During a SECU Committee meeting, Richard Fadden, the former Deputy Minister of National Defence and Security Advisor, said that Trudeau went too far with his rhetoric when he called Freedom Convoy supporters a “fringe minority” with “unacceptable views” and that it was “not helpful.”
“I don’t think that attacking views is helpful by anybody. Not by you, not by me, not by the Prime Minister. You can disagree with them… but I think the Prime Minister went a little bit beyond that, and I don’t think it’s helpful. And it’s the sort of thing that reinforces the sense that they’re not being listened to,” Fadden said.
“I actually disagree with most of the views that were being expressed in that general context, but that’s neither here nor there. We need to find some means of dialoguing… My argument is we cannot start a priori by arguing that they’re wrong. You can argue they must not engage in violence. That’s an entirely different issue, and I want to separate that very carefully. You pass that line, you become engaged in violence, and you gotta do something about it. We need to find some way of talking to them.”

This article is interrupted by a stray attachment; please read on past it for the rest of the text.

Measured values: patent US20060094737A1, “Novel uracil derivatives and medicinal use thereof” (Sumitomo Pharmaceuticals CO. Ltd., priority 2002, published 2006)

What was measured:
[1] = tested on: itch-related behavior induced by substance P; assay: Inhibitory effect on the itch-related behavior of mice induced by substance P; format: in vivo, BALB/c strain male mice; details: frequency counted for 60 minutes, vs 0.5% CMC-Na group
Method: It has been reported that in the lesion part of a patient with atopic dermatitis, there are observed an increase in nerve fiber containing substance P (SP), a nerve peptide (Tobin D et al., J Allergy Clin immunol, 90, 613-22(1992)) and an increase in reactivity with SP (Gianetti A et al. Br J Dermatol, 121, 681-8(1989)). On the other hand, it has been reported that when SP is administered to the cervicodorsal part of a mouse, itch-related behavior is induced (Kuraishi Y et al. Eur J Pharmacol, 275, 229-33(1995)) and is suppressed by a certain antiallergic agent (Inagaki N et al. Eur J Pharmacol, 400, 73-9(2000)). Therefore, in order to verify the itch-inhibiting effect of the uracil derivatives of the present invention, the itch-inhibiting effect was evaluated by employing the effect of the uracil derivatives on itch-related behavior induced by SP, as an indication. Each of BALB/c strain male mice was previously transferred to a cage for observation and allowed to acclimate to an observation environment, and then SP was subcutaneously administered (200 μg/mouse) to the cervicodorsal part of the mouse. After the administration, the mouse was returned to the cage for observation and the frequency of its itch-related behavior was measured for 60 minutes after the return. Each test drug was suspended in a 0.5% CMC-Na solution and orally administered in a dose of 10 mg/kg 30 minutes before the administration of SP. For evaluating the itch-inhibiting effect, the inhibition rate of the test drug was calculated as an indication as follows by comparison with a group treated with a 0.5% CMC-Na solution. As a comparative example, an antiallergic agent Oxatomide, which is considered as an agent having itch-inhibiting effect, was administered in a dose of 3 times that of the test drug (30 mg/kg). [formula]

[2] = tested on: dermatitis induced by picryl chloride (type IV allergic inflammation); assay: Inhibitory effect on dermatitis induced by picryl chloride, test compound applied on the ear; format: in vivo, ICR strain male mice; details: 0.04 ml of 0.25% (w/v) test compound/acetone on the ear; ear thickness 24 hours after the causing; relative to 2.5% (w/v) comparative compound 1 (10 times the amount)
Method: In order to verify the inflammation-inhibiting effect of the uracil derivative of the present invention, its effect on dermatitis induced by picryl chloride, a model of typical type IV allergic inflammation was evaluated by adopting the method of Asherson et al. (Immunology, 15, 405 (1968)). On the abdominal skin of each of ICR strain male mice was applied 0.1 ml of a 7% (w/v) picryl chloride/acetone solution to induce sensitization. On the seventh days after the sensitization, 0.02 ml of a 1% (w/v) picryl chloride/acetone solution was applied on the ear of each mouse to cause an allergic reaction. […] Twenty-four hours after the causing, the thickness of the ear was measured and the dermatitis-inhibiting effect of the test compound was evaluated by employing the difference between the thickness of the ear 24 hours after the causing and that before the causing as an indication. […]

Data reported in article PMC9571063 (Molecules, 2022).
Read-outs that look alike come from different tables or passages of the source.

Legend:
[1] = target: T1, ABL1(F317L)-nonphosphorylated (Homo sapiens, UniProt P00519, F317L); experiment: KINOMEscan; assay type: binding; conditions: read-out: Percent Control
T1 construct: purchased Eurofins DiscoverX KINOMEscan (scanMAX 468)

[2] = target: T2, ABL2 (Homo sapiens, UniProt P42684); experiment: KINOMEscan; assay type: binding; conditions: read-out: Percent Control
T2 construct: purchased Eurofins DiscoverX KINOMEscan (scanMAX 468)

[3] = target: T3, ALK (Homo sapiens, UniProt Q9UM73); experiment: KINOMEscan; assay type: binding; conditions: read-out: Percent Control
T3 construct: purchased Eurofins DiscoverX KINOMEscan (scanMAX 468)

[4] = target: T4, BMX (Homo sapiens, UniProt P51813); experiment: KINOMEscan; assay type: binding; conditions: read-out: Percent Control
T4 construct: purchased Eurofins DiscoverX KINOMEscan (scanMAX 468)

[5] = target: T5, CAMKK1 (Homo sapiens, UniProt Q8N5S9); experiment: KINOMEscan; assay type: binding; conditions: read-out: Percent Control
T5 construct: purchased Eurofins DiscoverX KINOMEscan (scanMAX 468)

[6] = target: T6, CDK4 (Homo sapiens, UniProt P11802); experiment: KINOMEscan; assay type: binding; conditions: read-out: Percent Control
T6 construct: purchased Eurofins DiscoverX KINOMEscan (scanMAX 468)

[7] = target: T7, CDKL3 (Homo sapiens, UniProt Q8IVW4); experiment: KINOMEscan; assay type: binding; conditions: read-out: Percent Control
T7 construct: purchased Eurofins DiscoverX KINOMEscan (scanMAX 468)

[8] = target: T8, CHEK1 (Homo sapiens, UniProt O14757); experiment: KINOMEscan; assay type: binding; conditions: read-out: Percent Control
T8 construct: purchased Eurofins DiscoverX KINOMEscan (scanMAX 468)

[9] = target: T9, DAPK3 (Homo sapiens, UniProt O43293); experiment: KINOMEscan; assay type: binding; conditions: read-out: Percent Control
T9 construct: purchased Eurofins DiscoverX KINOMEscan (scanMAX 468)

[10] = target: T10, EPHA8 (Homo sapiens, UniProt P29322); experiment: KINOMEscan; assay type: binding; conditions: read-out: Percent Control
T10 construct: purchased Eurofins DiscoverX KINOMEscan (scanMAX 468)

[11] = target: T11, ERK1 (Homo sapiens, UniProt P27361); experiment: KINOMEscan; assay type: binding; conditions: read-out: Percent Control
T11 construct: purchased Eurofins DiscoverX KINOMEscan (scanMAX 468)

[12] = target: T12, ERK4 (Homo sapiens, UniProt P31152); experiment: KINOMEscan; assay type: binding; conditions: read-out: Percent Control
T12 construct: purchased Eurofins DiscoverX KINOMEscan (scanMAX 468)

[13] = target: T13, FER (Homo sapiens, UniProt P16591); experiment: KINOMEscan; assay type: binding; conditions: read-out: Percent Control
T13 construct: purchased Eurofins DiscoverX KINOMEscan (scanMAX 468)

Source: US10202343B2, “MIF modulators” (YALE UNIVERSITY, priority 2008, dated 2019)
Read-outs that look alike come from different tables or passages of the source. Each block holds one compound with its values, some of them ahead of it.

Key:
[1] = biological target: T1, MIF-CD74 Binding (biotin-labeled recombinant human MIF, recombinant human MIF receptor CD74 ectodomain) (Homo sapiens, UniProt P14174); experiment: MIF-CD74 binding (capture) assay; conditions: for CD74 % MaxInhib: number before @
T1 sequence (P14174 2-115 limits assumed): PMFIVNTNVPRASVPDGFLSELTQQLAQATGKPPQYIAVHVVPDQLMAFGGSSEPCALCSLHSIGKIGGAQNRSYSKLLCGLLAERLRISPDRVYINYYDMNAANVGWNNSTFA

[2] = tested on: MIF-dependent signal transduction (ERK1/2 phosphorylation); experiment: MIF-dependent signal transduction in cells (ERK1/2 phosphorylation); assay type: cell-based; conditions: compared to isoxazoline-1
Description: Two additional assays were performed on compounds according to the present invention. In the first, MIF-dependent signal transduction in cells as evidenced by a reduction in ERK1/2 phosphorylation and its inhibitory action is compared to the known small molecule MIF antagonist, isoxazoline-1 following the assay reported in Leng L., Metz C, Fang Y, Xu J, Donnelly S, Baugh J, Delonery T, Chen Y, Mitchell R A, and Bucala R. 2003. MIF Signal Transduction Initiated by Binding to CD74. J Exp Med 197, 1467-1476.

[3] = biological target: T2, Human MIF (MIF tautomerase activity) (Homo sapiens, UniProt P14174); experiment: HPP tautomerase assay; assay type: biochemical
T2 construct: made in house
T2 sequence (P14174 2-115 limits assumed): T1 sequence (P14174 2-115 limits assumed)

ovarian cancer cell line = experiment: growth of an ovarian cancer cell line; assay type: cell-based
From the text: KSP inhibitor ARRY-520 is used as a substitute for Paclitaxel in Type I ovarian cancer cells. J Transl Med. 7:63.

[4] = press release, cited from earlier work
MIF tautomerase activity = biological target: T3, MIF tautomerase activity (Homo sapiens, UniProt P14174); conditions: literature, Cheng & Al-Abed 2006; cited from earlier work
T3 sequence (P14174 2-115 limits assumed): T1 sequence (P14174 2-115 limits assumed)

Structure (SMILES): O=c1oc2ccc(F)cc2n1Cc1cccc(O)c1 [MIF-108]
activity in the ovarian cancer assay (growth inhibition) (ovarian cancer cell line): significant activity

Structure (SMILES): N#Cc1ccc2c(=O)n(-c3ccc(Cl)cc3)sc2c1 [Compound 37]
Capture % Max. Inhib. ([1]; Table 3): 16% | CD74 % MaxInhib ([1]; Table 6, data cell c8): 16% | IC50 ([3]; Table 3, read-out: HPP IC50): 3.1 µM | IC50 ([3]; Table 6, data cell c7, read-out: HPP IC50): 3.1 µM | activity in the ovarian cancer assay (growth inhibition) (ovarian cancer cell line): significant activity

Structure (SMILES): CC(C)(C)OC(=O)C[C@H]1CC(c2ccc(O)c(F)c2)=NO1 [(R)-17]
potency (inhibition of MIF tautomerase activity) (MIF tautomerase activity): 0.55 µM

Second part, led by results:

Fadden also said that ostracizing people via the vaccine mandate is “not helpful” and can lead to extremism — though, he says this remains true in many contexts, not just the mandate, and that people should obey the rule of law regarding mandates and penalties.
Regarding Trudeau’s rhetoric, less than a month before the Convoy began its journey to Ottawa, Trudeau maligned those refusing the vaccine, calling them “racists” and “misogynists,” and suggesting the unvaccinated are to blame for people dying due to their personal medical decisions.
He continued this line of hatred after the Convoy took off, denouncing truckers and infamously stated, “The small, fringe minority of people that are on their way to Ottawa, who are holding unacceptable views that they’re expressing, do not represent the views of Canadians who have been there for each other, who know that following the science, and stepping up to protect each other is the best way to continue to ensure our freedoms, our rights, our values, as a country.”
Of course, these comments only emboldened Canadians who’d become used to the discrimination mandated by the federal and provincial governments, and the Convoy continued undeterred.